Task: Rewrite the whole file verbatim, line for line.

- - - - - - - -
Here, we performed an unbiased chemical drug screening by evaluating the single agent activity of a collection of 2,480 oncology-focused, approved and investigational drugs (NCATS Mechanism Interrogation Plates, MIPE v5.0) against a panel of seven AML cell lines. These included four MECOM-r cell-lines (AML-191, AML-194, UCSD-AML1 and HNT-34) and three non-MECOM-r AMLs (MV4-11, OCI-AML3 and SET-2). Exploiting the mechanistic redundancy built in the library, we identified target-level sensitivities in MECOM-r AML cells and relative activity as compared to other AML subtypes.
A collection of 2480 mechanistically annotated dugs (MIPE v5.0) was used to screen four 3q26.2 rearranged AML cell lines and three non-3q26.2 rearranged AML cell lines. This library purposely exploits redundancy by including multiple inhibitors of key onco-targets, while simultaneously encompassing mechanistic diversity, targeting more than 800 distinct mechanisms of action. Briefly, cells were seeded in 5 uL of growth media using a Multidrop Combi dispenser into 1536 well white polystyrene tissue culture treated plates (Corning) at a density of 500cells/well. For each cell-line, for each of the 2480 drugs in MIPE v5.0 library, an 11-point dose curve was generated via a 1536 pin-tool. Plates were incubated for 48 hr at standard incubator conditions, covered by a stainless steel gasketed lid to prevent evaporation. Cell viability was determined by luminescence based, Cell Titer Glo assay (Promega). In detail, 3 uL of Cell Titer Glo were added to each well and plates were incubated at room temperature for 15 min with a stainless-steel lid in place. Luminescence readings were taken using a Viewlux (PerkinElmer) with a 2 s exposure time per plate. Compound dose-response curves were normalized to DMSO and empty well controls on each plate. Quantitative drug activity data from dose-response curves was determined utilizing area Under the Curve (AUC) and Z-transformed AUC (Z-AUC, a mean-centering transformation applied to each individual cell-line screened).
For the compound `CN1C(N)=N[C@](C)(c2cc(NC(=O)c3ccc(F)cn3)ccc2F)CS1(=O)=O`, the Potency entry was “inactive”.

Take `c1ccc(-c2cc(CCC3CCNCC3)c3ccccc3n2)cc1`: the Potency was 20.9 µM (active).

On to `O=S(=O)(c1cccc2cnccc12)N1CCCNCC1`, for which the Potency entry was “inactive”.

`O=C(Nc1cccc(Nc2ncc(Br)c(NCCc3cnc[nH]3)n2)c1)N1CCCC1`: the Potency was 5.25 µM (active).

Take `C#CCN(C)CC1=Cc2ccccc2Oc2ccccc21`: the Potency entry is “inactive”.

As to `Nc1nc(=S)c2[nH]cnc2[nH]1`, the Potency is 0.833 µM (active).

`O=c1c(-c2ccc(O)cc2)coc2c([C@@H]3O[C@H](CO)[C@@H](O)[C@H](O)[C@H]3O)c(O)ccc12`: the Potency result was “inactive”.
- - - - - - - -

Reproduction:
Here, we performed an unbiased chemical drug screening by evaluating the single agent activity of a collection of 2,480 oncology-focused, approved and investigational drugs (NCATS Mechanism Interrogation Plates, MIPE v5.0) against a panel of seven AML cell lines. These included four MECOM-r cell-lines (AML-191, AML-194, UCSD-AML1 and HNT-34) and three non-MECOM-r AMLs (MV4-11, OCI-AML3 and SET-2). Exploiting the mechanistic redundancy built in the library, we identified target-level sensitivities in MECOM-r AML cells and relative activity as compared to other AML subtypes.
A collection of 2480 mechanistically annotated dugs (MIPE v5.0) was used to screen four 3q26.2 rearranged AML cell lines and three non-3q26.2 rearranged AML cell lines. This library purposely exploits redundancy by including multiple inhibitors of key onco-targets, while simultaneously encompassing mechanistic diversity, targeting more than 800 distinct mechanisms of action. Briefly, cells were seeded in 5 uL of growth media using a Multidrop Combi dispenser into 1536 well white polystyrene tissue culture treated plates (Corning) at a density of 500cells/well. For each cell-line, for each of the 2480 drugs in MIPE v5.0 library, an 11-point dose curve was generated via a 1536 pin-tool. Plates were incubated for 48 hr at standard incubator conditions, covered by a stainless steel gasketed lid to prevent evaporation. Cell viability was determined by luminescence based, Cell Titer Glo assay (Promega). In detail, 3 uL of Cell Titer Glo were added to each well and plates were incubated at room temperature for 15 min with a stainless-steel lid in place. Luminescence readings were taken using a Viewlux (PerkinElmer) with a 2 s exposure time per plate. Compound dose-response curves were normalized to DMSO and empty well controls on each plate. Quantitative drug activity data from dose-response curves was determined utilizing area Under the Curve (AUC) and Z-transformed AUC (Z-AUC, a mean-centering transformation applied to each individual cell-line screened).
For the compound `CN1C(N)=N[C@](C)(c2cc(NC(=O)c3ccc(F)cn3)ccc2F)CS1(=O)=O`, the Potency entry was “inactive”.

Take `c1ccc(-c2cc(CCC3CCNCC3)c3ccccc3n2)cc1`: the Potency was 20.9 µM (active).

On to `O=S(=O)(c1cccc2cnccc12)N1CCCNCC1`, for which the Potency entry was “inactive”.

`O=C(Nc1cccc(Nc2ncc(Br)c(NCCc3cnc[nH]3)n2)c1)N1CCCC1`: the Potency was 5.25 µM (active).

Take `C#CCN(C)CC1=Cc2ccccc2Oc2ccccc21`: the Potency entry is “inactive”.

As to `Nc1nc(=S)c2[nH]cnc2[nH]1`, the Potency is 0.833 µM (active).

`O=c1c(-c2ccc(O)cc2)coc2c([C@@H]3O[C@H](CO)[C@@H](O)[C@H](O)[C@H]3O)c(O)ccc12`: the Potency result was “inactive”.